But wait! You cannot leave out Jesus of black worship! In the black church, Jesus is known for his identification with the poor—and there is NO distinction in essence between God and Jesus. Jesus is our constant companion, the one who walks with his people. He is the oppressed one who experiences the brokenness of humanity.

Now that you have a better insight and meaning of the black church worship experience, my dear beloved brothers and sisters in Christ, I invite you for one Sunday in the month of February to go worship with your local SBTC black church and experience our unique heritage of praising our Lord!

This article first appeared in the Southern Baptist Texan. The author, Pastor Donald G. Burgs, Jr., is the president of the SBTC African-American Fellowship and serves as senior pastor of Alief and Tabernacle Baptist Churches.

My PK Story

February 13, 2020By PK ManagerMy PK Story

I am so excited about the TX event coming up. I have so longed to see, feel and be a part of the God-centered worship that we experienced in the PK events of the 90’s and early 2000’s.

I felt led to attend PK in 1995 and there found a deeper relationship with my God than I had ever known. I cried, I was broken and I saw the depth of my sin and selfishness. I recommitted my life to the Lord, my wife and my family.

On the brink of divorce, God reconciled my marriage. I came home, washed my wife’s feet and committed to being a servant leader in our home. I decided to live a life of Christian integrity so my children had a father they could look up to. As my children have grown, married and started their own families, I am proud to say that they and their families have a relationship with Jesus that is more than mere words and actions. They too have become servants.

One [Promise Keepers] event in particular stands out in my mind, when my son went forward during lunch as they talked… They asked the kids what they wanted to say about their dads. I could see my son on the jumbotron twice and he was excitedly raising his hand but was never called on. He came back toward his seat, fell into my arms and was crying. When I asked him what was wrong he said that he wanted everyone to know what a godly father he had. Then my tears came. I knew that I had to lead my family in God’s paths of righteousness so as not to make my son a liar. It has been a real struggle at times.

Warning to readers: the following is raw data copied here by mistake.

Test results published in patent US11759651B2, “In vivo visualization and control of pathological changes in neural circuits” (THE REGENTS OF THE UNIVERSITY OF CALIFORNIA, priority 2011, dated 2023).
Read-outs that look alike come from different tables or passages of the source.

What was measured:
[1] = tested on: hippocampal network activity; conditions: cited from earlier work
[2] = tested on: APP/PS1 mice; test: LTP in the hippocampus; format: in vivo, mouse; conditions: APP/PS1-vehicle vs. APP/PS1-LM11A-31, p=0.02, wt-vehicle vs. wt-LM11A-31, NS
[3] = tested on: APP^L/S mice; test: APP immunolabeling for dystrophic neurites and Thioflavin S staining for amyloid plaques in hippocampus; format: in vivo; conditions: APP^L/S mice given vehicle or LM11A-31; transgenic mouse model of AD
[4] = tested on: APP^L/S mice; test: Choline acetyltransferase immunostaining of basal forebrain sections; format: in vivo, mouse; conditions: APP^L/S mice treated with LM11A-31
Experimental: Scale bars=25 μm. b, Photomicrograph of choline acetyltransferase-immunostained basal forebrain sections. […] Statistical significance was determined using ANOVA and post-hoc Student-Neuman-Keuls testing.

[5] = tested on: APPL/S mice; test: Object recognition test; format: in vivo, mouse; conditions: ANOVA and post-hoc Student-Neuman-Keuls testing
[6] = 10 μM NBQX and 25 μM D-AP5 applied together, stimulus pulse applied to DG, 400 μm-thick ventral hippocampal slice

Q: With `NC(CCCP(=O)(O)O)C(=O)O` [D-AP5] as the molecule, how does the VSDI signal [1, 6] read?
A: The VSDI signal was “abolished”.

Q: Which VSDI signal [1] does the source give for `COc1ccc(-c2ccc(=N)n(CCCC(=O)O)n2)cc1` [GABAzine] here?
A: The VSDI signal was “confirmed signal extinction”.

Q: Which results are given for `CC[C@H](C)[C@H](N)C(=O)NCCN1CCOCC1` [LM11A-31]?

I still listen to the older PK music because it was true worship. Over the years God moved me from leading a men’s ministry, to my wife and I leading a couples ministry, to me going to school to become a Christian counselor and then into the pastorate. For the past 19 years I have been a pastor of a small, rural church. The flock is not large but we serve a large God and even the small flocks need leadership. God has done great things in and through my life. My wife and I just celebrated 43 years of marriage. My kids have been on mission trips around the world. God is good.

I know my walk with the Lord was nurtured and grew because of a PK event on a cold October night in Memphis, TN. Thank you PK for coming back to the roots where we started. Let’s reach this next generation of men for God so that they, too, can know the peace that comes from a right relationship with Him, with family and with friends. The ills that our country faces—anger, violence, hatred—can all be overcome by the grace of God. We must not only teach it, we must live it.

God bless you all.

This testimonial was sent to Promise Keepers by a man whose life was transformed. If you have a PK story you’d like to share, we would love to hear. Send us your PK story today.

Promise 2: Faithful Friends

February 1, 2020By PK ManagerDevotional

Promise 2: Brotherhood

A Promise Keeper is committed to pursuing vital relationships with a few other men, understanding that he needs brothers to help him keep his promises.

When Job’s three friends, Eliphaz the Temanite, Bildad the Shuhite and Zophar the Naamathite, heard about all the troubles that had come upon him, they set out from their homes and met together by agreement to go and sympathize with him and comfort him. When they saw him from a distance, they could hardly recognize him; they began to weep aloud, and they tore their robes and sprinkled dust on their heads. Then they sat on the ground with him for seven days and seven nights. No one said a word to him, because they saw how great his suffering was.”

– Job 2:11-13

Faithful Friends

Job’s cultivation of friendships like these is a mark of his greatness. Note how these men responded to news of Job’s suffering. When they heard of his trouble, they traveled from their homes to be with him. They wept and mourned with him, and for seven days they just sat on the ground suffering in silence with their friend. These men spoke volumes to Job’s heart without saying a word. Think about what it takes to develop friends who will do that. Think about what it would mean for you to suffer like that with one of your friends. The investment of quality time in a few other men can pay off for all of you in the tough times.

Since our founding in 1990, Promise Keepers has challenged men to keep seven promises. Learn more.